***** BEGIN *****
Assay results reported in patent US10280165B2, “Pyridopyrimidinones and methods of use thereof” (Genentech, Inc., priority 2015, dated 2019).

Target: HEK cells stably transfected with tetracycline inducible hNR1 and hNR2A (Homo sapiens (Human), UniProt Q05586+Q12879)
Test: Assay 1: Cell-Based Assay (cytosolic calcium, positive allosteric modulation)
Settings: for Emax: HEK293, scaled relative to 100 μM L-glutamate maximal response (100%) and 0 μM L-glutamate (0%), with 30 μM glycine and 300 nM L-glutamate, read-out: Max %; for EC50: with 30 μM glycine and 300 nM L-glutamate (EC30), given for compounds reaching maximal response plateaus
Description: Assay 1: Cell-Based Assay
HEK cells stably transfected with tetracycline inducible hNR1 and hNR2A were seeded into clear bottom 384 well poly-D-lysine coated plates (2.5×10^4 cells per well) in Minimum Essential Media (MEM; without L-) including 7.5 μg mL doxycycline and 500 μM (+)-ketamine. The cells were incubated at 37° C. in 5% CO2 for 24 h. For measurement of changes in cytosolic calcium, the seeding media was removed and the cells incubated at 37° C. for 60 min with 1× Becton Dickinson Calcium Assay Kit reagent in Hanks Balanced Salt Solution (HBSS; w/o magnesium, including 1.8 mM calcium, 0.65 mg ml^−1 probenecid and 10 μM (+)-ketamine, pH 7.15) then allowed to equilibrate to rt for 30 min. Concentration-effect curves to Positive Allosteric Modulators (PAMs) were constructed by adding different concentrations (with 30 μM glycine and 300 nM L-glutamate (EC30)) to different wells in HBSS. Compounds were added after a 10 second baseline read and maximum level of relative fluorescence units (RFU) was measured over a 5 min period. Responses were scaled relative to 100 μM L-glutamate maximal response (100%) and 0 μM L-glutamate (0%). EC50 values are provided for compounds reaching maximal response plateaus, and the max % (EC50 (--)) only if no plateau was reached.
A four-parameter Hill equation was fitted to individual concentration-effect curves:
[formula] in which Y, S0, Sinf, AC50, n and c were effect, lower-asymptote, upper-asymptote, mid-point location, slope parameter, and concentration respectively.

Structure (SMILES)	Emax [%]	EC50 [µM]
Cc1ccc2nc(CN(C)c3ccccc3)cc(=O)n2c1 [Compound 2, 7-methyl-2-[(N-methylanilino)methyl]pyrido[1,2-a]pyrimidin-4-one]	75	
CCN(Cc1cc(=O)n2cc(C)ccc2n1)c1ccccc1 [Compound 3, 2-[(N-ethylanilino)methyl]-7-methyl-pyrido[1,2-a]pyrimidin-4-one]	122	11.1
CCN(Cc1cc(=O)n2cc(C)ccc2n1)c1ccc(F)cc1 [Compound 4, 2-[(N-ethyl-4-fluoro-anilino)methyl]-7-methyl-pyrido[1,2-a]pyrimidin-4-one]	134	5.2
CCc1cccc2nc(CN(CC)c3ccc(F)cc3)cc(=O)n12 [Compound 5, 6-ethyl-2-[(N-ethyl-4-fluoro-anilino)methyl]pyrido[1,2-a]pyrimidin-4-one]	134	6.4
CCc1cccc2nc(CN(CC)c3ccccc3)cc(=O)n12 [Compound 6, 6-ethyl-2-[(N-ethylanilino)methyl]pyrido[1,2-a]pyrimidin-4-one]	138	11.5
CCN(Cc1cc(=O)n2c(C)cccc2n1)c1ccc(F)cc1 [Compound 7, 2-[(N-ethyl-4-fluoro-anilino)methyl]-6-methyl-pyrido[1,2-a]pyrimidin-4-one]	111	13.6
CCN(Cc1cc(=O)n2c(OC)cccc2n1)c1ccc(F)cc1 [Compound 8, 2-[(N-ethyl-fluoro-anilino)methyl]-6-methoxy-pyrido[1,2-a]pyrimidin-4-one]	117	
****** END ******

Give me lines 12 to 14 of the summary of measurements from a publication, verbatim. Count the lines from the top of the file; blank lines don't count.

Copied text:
CCN(Cc1cc(=O)n2cc(C)ccc2n1)c1ccc(F)cc1 [Compound 4, 2-[(N-ethyl-4-fluoro-anilino)methyl]-7-methyl-pyrido[1,2-a]pyrimidin-4-one]	134	5.2
CCc1cccc2nc(CN(CC)c3ccc(F)cc3)cc(=O)n12 [Compound 5, 6-ethyl-2-[(N-ethyl-4-fluoro-anilino)methyl]pyrido[1,2-a]pyrimidin-4-one]	134	6.4
CCc1cccc2nc(CN(CC)c3ccccc3)cc(=O)n12 [Compound 6, 6-ethyl-2-[(N-ethylanilino)methyl]pyrido[1,2-a]pyrimidin-4-one]	138	11.5